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Hawaiian Agri-Tourism

  Today, the Dole Plantation in central Oahu invites guests to tour the plantation and gardens, take a train ride aboard the Pineapple Express or find your way out of the world’s largest maze.


  Hawaii is also known for macadamia nut production, and Hawaiian produced macadamias established the nutritious nut worldwide. The nut grows on small evergreen trees. The Mauna Loa Macadamia Nut Company near Hilo offers samples and tours of its production facility.


  Sugarcane played an important role in Hawaii’s history and is still grown today. The Sugar Cane Train in Lahaina, Maui travels the same route from the fields to the mill that it has taken for well over a century. 

Hawaii is the only US State where coffee is grown. Kona coffee beans, grown on the Big Island are some of the world’s most sought-after and expensive beans. Many coffee farms, such as Kona Joe,  welcome visitors to tour the facilities, sample some Kona coffee and enjoy the views.


  Hawaii also has a thriving cattle industry. In fact, one of the country’s largest cattle ranches, Parker Ranch is located on the Big Island. Here the paniolo, or cowboys, watch over the 30,000+ head of cattle. Parker Ranch is one of the Big Island’s top tourist attractions... offering tours of their historic homes, horseback rides, ATV tours and hunting excursions.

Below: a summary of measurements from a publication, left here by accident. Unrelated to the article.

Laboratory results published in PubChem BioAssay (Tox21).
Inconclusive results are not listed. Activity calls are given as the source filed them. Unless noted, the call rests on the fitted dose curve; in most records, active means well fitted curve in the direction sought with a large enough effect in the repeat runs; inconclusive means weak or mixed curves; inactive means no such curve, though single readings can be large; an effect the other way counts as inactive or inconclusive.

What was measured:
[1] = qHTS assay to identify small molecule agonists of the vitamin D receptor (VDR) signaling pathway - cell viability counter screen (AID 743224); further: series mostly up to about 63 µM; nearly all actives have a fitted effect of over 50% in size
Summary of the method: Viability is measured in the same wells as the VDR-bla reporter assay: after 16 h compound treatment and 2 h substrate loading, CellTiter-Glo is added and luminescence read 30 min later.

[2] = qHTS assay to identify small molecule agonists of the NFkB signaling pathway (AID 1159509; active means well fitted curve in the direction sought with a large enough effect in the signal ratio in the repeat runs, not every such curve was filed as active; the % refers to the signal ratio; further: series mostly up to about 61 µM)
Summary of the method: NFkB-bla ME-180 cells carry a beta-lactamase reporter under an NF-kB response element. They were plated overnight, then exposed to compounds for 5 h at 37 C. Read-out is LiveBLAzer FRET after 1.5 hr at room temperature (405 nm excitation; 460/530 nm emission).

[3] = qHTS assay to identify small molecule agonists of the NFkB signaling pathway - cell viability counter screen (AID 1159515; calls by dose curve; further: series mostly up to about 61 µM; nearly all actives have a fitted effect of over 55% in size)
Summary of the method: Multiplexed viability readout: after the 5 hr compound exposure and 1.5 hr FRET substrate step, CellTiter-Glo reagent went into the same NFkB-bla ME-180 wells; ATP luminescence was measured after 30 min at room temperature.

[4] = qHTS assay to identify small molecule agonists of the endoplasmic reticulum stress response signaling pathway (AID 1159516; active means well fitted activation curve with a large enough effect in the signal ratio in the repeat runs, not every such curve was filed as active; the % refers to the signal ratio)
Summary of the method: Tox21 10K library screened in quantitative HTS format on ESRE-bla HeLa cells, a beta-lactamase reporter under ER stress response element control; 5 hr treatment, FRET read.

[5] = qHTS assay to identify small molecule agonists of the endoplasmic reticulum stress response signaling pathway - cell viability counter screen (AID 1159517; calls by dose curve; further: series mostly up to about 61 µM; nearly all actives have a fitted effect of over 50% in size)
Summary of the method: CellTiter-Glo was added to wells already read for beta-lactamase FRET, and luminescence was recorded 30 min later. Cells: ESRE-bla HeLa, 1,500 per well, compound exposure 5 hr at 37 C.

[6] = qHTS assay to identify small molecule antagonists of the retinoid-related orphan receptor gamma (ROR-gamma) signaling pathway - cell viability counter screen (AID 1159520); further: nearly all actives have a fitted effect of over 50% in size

Kahua Ranch is located on the western slope of Kohala Mountain. At 3000 feet above sea level, the ranch provides stunning views of the Pacific. The working ranch hosts "Evening at Kahua Ranch", a dinner show which allows visitors to roam the grounds, enjoy some great Hawaii steak and learn about Hawaii’s cattle industry. 

It is also worth noting that orchids, other exotic flowers and greenhouse products are a large part of Hawaii’s agricultural exports. One look at the colorful landscape will show you why.   - Mike Bechtol 2008

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  Although tourism and the US Military represent the largest part of Hawaii’s economy, agriculture also plays a significant role. The state has over 5500 farms covering 1.3 million acres. And agri-tourism is big business as well.

  Hawaii is known for its pineapples. James Dole, Hawaii’s Pineapple King, arrived in Hawaii in 1899. The industry grew rapidly. In 1922, Dole purchased the entire island of Lanai’i which at one time produced 3/4 of the world’s pineapple. 

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